This person in the downtown area bundled up to shovel snow during the last storm on Jan. 6, including a full face mask. While the temperatures are not expected to dip quite as low this week more Arctic weather is on its way to Van Wert County. (TB file photo)
This person in the downtown area bundled up to shovel snow during the last storm on Jan. 6, including a full face mask. While the temperatures are not expected to dip quite as low this week more Arctic weather is on its way to Van Wert County. (TB file photo)


VAN WERT - Extreme, cold temperatures will be re-entering our area the next few days with a chance for repeat conditions next week as well.

“Two more arctic outbreaks are heading our way, one this week and one next week,” said Van Wert County Emergency Management Director Rick McCoy. “These events are not expected to be as intense as the one that swept through Ohio and others areas of the country during the first week of January, but we will still be seeing temperatures at least 20 degrees below normal for this time of year.”

The recent cold wave that struck the area during the first week of January produced two days that measured negative 15 degrees, a cold-spell that now ranks in the top 17 coldest days in Van Wert County history since recording began in 1924. The coldest days ever recorded in the county were Jan. 17,1982, and Jan. 20, 1985, when temperatures fell to negative 22 degrees.

This week, temperatures will reach a high in the teens during the day and will drop to single digits and below zero at night. The National Weather Service is predicting periodic clippers coming out of the Northwest that are expected to bring an inch or two of snow, but no big snow events are yet on the horizon.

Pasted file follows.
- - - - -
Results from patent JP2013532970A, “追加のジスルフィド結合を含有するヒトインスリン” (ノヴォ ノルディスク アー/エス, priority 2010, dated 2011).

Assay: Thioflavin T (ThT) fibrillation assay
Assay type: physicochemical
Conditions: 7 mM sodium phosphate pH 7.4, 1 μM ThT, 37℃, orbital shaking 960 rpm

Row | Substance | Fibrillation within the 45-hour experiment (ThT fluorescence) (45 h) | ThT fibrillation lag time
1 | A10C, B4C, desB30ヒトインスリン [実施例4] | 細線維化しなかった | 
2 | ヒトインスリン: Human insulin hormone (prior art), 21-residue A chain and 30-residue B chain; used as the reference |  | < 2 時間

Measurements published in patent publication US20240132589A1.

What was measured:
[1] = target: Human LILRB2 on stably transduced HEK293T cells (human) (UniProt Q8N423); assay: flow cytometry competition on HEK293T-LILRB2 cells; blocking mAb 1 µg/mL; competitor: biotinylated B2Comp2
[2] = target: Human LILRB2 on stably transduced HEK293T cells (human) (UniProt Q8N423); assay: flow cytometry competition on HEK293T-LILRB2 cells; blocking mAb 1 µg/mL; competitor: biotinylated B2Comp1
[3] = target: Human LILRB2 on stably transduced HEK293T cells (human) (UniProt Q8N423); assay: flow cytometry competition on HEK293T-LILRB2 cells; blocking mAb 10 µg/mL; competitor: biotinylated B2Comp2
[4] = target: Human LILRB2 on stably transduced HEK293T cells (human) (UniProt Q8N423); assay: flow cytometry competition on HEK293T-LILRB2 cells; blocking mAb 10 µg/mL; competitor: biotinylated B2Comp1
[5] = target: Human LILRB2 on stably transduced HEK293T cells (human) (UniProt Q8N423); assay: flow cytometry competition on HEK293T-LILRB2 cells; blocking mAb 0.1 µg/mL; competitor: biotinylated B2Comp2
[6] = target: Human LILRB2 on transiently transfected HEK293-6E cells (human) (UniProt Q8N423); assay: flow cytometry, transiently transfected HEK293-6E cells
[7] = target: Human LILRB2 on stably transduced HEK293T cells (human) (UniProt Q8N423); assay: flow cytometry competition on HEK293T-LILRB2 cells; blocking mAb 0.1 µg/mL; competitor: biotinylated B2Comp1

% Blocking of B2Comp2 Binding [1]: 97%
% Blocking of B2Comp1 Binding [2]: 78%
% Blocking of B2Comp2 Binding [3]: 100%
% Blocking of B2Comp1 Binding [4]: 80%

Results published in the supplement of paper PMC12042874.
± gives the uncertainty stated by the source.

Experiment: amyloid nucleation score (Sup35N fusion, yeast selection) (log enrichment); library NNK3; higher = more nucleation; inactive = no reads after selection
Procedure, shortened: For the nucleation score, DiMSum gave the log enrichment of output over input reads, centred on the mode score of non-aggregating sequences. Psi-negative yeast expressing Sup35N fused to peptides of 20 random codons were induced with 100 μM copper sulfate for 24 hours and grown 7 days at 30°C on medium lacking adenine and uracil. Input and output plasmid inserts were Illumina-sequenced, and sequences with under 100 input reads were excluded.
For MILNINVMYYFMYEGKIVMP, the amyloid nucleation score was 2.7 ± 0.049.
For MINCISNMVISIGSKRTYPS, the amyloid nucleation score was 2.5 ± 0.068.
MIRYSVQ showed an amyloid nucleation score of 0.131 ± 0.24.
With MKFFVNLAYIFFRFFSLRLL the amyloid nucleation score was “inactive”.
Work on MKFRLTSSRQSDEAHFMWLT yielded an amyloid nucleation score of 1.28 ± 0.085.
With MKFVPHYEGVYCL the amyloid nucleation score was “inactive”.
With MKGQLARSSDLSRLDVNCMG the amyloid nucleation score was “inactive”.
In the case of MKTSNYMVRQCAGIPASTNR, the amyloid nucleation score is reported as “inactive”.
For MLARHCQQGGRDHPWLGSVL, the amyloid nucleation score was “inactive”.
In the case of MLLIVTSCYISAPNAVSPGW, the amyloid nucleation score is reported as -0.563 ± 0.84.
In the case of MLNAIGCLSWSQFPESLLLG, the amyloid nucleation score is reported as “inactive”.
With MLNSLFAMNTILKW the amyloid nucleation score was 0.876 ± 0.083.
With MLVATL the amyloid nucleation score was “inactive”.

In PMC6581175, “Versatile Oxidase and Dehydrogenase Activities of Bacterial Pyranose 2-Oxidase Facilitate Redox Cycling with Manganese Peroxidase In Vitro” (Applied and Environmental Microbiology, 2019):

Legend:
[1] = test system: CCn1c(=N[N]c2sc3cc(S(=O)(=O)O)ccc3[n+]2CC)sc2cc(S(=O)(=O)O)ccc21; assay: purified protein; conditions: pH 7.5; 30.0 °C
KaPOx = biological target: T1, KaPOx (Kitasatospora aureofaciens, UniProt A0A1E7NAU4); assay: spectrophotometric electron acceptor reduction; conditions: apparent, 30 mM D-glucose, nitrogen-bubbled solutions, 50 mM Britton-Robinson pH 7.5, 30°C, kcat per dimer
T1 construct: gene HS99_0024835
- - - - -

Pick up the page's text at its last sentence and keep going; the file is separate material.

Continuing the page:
“Wind chills will again be an issue throughout this week at zero to 20 degrees below zero,” noted McCoy. “But, it is still too early to tell how strong of an arctic plunge we will see next week.”

McCoy reminded readers that households will again need to let their faucets drip so pipes do not freeze during the cold snap. The local director also highlighted the importance of taking precautions against frostbite while outdoors, checking on neighbors and the elderly, and taking steps to keep animals and pets safe from the extreme temperatures.

According to an old wives’ tale, whatever date receives the first measurable snowfall equals the amount of days during the winter season that will receive measurable snowfall. During the 2013-2014 winter season, the first snow occurred on Oct. 24, meaning 24 snows this winter. To date, Van Wert County has received 17 measurable snowfalls this winter season.

During these 17 snowfalls, the county has received 33.0 inches of snow, and with the rest of January and all of February and March to come, the snowfall tally will continue to climb. Last year, Van Wert received 33.05 inches of snow the entire winter season, a number that was nearly reached this year by mid-January.

The average snowfall for Van Wert County is 31 inches. Some of the biggest snow events in Van Wert County since 1924 included 1964 and 1974 when 63 inches of snow were received, 1982 when 82 inches were received, and 1978 when 83 inches of snow fell.